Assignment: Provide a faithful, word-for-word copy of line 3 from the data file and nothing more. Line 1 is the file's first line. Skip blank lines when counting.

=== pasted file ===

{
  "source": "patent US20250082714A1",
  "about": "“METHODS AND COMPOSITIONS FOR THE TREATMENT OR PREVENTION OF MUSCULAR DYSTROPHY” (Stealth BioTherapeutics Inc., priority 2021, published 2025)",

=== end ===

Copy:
  "about": "“METHODS AND COMPOSITIONS FOR THE TREATMENT OR PREVENTION OF MUSCULAR DYSTROPHY” (Stealth BioTherapeutics Inc., priority 2021, published 2025)",